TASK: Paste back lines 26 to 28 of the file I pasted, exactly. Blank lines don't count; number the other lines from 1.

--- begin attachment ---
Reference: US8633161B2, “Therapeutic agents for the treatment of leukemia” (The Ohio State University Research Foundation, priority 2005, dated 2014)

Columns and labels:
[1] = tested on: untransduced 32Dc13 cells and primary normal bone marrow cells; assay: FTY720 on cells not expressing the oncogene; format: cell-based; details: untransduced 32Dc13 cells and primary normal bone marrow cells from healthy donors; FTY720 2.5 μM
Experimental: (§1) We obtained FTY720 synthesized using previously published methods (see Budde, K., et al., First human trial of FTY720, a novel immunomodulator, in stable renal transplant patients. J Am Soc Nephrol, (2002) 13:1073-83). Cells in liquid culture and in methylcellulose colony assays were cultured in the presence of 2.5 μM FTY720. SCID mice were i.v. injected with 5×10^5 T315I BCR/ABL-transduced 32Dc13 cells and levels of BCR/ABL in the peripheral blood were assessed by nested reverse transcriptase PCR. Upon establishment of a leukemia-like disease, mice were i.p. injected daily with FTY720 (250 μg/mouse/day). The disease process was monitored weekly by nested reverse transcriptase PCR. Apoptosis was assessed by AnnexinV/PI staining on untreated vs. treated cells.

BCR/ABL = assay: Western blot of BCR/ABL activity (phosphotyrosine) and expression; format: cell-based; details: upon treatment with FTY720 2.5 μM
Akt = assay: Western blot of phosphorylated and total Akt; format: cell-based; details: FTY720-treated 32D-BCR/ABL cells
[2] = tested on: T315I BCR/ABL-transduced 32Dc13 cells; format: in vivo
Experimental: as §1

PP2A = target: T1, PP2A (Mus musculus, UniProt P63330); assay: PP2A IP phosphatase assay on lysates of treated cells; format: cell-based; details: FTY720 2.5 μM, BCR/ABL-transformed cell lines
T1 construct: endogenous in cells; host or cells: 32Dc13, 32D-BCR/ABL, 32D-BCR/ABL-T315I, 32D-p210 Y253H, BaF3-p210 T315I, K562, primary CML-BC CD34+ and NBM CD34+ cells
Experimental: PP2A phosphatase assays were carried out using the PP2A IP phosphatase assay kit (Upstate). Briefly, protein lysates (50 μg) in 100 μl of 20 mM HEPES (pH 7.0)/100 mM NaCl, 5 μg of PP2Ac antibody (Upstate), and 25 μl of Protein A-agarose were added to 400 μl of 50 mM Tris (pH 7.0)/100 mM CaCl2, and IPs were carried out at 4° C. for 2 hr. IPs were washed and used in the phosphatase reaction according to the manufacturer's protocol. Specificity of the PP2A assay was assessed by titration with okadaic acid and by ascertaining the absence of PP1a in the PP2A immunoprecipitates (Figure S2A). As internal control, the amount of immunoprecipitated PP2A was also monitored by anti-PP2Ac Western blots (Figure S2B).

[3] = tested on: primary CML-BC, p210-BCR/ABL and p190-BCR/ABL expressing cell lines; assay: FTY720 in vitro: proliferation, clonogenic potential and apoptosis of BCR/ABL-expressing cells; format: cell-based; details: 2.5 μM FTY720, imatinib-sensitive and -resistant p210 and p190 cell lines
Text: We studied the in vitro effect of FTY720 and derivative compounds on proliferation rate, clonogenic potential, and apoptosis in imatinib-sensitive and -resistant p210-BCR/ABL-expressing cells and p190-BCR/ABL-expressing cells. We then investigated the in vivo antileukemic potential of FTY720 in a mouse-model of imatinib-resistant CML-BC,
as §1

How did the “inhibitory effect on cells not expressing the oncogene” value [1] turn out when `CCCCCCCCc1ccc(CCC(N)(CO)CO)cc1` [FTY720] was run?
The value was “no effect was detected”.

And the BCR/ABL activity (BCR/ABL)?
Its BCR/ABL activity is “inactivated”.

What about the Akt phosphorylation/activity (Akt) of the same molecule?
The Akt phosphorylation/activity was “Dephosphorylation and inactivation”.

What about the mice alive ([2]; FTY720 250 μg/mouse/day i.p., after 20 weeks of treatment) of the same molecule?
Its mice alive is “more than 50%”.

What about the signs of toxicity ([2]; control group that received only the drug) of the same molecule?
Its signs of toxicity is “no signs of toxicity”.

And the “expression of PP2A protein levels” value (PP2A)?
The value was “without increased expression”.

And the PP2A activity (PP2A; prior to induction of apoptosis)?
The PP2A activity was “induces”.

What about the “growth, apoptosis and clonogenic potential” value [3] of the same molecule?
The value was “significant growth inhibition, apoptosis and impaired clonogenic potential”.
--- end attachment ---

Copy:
The value was “without increased expression”.

And the PP2A activity (PP2A; prior to induction of apoptosis)?
The PP2A activity was “induces”.